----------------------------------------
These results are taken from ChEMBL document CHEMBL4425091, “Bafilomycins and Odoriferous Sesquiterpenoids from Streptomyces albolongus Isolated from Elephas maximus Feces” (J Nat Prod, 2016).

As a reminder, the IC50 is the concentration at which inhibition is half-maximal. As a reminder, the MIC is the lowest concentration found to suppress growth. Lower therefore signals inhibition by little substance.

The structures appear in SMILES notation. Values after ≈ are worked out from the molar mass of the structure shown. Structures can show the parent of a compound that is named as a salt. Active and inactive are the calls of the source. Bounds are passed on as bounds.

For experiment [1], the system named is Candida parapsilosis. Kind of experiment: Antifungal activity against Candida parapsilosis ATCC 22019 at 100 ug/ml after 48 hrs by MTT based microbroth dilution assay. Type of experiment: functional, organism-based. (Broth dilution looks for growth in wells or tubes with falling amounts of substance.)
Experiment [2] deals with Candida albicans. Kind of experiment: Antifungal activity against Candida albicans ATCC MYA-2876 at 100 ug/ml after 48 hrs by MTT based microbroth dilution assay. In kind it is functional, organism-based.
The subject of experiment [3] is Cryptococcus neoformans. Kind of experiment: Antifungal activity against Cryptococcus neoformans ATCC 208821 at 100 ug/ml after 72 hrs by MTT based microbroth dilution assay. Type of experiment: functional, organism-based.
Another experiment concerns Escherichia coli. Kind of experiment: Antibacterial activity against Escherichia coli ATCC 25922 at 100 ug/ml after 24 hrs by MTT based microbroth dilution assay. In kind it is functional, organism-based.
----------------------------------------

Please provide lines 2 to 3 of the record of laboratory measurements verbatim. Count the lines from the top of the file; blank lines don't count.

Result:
As a reminder, the IC50 is the concentration at which inhibition is half-maximal. As a reminder, the MIC is the lowest concentration found to suppress growth. Lower therefore signals inhibition by little substance.

The structures appear in SMILES notation. Values after ≈ are worked out from the molar mass of the structure shown. Structures can show the parent of a compound that is named as a salt. Active and inactive are the calls of the source. Bounds are passed on as bounds.